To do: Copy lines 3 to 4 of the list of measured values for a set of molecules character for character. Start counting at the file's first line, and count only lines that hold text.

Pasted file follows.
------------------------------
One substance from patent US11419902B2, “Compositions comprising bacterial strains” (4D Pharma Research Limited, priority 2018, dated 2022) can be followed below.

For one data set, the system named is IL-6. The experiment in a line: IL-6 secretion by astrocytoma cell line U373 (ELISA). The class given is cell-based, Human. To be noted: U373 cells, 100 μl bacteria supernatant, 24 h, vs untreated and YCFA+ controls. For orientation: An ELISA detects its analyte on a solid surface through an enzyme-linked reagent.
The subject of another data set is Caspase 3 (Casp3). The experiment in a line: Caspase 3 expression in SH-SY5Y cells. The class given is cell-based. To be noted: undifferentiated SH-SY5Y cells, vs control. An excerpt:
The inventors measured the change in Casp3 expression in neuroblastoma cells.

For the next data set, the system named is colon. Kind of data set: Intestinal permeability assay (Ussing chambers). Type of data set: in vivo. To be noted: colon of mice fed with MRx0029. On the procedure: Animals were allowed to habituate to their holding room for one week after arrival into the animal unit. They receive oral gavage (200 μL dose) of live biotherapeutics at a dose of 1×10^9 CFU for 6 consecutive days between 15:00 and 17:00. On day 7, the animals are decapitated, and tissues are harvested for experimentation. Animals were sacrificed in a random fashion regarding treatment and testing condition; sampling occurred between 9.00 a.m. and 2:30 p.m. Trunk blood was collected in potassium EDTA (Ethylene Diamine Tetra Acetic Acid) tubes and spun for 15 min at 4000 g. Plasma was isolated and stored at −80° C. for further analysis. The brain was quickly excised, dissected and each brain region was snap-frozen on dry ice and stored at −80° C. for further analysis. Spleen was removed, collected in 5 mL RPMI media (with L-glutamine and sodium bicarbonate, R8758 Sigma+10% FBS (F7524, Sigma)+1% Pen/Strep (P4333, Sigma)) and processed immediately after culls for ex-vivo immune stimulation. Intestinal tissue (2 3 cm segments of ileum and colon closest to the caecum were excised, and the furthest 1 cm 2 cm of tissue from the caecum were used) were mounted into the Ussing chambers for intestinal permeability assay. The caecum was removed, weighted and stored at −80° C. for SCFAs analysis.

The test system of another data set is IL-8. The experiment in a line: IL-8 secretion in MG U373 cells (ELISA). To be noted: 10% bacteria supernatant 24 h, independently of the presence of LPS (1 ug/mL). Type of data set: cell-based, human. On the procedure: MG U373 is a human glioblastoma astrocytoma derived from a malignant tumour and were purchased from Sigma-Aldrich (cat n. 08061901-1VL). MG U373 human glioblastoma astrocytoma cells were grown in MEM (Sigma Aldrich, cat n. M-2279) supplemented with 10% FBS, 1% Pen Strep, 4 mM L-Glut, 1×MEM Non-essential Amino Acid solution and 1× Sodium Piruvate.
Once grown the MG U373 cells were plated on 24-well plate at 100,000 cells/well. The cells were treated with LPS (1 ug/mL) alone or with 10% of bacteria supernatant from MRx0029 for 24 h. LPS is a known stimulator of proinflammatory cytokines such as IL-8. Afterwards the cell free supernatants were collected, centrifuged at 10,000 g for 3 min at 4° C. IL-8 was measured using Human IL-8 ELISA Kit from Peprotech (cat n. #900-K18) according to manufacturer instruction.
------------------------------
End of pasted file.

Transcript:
The subject of another data set is Caspase 3 (Casp3). The experiment in a line: Caspase 3 expression in SH-SY5Y cells. The class given is cell-based. To be noted: undifferentiated SH-SY5Y cells, vs control. An excerpt:
The inventors measured the change in Casp3 expression in neuroblastoma cells.